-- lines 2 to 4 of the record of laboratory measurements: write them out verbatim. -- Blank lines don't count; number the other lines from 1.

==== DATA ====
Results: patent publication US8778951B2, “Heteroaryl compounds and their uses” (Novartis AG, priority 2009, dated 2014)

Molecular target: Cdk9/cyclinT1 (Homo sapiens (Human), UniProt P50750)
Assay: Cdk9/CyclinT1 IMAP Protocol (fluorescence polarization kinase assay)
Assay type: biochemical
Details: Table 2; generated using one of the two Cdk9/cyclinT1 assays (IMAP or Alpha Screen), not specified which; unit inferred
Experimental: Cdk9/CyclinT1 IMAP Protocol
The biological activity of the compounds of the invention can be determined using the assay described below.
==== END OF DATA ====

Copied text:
Molecular target: Cdk9/cyclinT1 (Homo sapiens (Human), UniProt P50750)
Assay: Cdk9/CyclinT1 IMAP Protocol (fluorescence polarization kinase assay)
Assay type: biochemical